Anyway, I went to this place to check on the deck and clean it off. I should note to you that the snow is not plowed from the driveway of this house, and it has been shut down since the fall. Oh, and it has been a really snowy winter there. And there was some ice somewhere along the way. And I knew that, so I was prepared for what I was facing. But then again, I wasn't.
I got there and strapped on my snowshoes and set off over the plow wash from the road. For those of you who don't know what plow wash is, here is the the Wikipedia entry for it. Wait, that is the Wikipedia entry for Centennial, Colorado. I guess they don't have a Wikipedia entry for plow wash. Anyway, it is the big mound of snow alongside the road that is created when the plow pushes the snow off to the side of the road. So I went over the plow wash and all was good, until I got beyond the plow wash and the snow was really dry and fluffy and I sank into it. Down to me knees. With my snowshoes on. It sucked. But I waded my way through it until I got to the house and deck. I walked onto the third step because the snow was so deep. I saw that the snow on the deck was piled up to the top of the railings. So I got to work, breaking through the ice and crust and compacted snow (perfect igloo or snow fort snow, by the way) and hurled it over the side until it was all removed. And it sucked. But somewhere in the middle, about the point where the deck curves around the side of the house, I stopped to take a break and realized that it didn't really suck at all.
It was cold outside - like hovering around zero cold - and not zero Celsius you European or Latin American or Canadian or Asian or African or member of the scientific community or anyone other than everyday American freak. Zero degrees Fahrenheit, which is cold. But the sun was out, it was midday, and the sky was a color blue that summer just can't replicate. The house sits high on a hill overlooking a lake that is rimmed with a mixture of pine and deciduous trees. The mixing of the colors was awesome. Blue sky. Green trees. Brown leafless trees. White snow. Yellow sun. Yellow snow where I just peed. It was stupendous. Then looking back towards the road up the hill, the same landscape but with one deep, well defined path where I had come in. And deep the deep red of the siding on the house. It looked a little bit like a postcard that you would send someone who had never seen winter before. Or like something that Norman Rockwell was about to paint.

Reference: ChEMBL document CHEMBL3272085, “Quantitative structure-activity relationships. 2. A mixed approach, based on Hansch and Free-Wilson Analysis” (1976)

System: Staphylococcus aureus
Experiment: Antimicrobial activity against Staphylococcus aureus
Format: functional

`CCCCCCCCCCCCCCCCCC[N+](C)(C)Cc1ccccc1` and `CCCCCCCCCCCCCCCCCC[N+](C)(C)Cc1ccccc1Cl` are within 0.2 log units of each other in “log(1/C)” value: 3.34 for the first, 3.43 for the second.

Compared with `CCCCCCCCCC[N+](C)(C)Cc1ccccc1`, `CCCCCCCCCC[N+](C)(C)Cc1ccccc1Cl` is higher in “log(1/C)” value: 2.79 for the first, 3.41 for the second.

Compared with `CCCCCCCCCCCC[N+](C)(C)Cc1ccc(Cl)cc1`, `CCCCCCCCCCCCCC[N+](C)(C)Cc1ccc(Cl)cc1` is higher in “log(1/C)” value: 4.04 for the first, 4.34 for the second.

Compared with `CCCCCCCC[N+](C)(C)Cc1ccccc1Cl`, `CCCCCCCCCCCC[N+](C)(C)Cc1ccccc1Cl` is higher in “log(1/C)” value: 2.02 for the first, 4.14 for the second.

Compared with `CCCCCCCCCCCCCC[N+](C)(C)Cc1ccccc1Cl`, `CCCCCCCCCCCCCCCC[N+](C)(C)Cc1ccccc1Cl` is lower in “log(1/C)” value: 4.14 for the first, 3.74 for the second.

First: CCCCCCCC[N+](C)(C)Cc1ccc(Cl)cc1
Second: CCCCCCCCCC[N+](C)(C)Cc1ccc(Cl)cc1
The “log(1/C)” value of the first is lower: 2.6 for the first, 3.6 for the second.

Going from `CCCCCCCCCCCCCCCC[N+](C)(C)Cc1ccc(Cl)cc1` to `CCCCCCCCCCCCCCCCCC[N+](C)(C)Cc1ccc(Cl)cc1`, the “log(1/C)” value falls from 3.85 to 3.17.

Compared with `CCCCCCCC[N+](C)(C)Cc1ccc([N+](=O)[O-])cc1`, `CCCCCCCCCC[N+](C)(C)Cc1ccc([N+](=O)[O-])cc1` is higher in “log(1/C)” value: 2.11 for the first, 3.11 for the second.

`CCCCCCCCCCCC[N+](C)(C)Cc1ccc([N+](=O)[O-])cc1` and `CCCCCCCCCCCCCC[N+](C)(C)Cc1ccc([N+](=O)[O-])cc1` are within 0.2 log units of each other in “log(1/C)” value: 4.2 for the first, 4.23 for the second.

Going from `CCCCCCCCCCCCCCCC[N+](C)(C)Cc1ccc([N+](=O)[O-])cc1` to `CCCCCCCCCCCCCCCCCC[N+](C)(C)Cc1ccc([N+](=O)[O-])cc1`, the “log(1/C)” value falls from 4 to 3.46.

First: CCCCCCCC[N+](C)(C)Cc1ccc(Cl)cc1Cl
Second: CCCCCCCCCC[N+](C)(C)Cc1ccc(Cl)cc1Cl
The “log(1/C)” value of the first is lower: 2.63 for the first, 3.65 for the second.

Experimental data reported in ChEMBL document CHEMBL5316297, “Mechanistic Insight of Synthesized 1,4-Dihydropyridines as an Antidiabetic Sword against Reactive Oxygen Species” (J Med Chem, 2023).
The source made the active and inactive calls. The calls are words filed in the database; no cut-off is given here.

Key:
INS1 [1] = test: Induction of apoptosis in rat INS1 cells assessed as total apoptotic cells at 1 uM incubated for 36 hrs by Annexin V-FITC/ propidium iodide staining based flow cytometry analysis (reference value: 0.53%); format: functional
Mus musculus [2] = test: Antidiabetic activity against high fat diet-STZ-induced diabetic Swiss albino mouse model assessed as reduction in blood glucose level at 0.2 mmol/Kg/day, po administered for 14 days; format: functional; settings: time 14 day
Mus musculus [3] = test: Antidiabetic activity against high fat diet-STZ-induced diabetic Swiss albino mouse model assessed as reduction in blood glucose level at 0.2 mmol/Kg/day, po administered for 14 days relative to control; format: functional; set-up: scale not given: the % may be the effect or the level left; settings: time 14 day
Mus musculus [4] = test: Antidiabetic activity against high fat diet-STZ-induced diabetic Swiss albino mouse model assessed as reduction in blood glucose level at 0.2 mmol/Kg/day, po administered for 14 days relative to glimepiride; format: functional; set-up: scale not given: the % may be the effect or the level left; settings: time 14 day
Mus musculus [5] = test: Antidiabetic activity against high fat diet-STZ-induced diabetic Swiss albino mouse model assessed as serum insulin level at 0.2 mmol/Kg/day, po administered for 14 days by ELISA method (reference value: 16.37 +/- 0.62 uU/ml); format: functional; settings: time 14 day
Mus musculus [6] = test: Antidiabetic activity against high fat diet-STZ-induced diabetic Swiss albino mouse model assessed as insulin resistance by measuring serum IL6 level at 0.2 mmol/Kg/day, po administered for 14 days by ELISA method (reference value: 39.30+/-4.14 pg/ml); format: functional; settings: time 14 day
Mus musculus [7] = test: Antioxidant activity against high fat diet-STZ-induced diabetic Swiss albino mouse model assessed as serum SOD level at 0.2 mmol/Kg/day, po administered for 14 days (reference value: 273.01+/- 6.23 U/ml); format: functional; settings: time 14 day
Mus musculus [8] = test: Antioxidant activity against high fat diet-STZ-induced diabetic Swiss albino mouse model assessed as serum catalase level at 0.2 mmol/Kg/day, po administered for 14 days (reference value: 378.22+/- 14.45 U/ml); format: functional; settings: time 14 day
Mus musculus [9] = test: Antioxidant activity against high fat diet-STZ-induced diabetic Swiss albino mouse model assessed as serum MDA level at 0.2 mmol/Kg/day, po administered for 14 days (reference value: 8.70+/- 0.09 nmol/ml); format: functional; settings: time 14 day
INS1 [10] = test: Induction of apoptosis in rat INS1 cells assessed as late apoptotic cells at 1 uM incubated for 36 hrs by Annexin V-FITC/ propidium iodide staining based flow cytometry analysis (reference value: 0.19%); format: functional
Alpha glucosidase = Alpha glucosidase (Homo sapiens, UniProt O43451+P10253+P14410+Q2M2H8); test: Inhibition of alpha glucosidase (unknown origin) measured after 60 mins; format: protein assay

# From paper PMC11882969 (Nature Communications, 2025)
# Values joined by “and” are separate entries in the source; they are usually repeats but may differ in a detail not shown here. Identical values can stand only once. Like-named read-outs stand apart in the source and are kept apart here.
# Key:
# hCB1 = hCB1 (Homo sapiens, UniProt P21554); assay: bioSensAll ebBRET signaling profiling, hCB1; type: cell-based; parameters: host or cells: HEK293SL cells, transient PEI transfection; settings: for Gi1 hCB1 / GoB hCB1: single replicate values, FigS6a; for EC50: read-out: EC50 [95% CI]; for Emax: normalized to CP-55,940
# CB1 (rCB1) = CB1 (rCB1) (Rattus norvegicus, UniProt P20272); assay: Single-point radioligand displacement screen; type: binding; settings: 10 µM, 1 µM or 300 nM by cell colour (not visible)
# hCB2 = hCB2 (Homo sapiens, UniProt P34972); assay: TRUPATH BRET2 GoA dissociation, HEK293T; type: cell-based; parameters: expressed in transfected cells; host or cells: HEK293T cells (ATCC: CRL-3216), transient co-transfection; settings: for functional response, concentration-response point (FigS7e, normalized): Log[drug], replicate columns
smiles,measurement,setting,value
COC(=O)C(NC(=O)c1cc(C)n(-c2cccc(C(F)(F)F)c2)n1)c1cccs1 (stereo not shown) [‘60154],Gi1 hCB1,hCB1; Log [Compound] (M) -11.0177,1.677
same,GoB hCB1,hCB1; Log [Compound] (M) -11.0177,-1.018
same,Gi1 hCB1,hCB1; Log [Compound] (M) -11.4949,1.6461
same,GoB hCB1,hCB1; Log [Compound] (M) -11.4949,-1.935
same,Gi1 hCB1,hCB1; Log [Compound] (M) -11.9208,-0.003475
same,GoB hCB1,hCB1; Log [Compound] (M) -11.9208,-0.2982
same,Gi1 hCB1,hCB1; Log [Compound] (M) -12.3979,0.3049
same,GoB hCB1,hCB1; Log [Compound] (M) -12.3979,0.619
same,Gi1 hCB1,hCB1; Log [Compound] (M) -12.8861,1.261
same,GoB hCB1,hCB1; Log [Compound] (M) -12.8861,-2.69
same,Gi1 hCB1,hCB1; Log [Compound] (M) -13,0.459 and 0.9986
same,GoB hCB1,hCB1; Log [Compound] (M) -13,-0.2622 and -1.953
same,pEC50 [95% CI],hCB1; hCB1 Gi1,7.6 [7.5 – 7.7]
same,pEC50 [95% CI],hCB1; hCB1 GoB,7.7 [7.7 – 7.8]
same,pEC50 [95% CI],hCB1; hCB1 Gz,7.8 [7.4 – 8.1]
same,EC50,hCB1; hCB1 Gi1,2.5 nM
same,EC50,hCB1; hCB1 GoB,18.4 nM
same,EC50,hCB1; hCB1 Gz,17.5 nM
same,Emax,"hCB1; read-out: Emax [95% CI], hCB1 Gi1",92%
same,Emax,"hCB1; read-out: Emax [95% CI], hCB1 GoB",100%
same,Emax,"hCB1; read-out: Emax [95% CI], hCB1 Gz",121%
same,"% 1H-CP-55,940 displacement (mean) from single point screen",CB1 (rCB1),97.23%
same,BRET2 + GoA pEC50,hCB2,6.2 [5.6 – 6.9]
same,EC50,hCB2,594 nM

My thought immediately snapped to my cell phone and its attached camera. The application that allows a picture to be posted, for the location to be attached, with a time and comment for all of the world to see. Snap some photos in each direction, maybe a couple of the shoveling work in progress and everyone could see. The phone was back in the car, tucked safely into the compartment below the stereo, and now that the trail was packed down it would be a cinch to run back and get it. I went for my snowshoes but I stopped.
|This is not a photo of that day. I am trying to you.|
The point here, Company, is that sometimes you have to keep the day for yourself. The Internet is great. Super great. And sharing with your friends is great. Super great. But sometimes, sometimes, you just have to keep a little something for yourself. Dinner with your significant other where you don't check in on Foursquare. A photo of the kids blowing bubbles at one another that doesn't make it onto Instagram. Maybe updating your parents on a status that never finds its way onto Facebook. A great one liner that Twitter never, ever sees. You've gotta have a little something to keep to yourself before you lose all your individuality. Sometimes you just have to keep the day.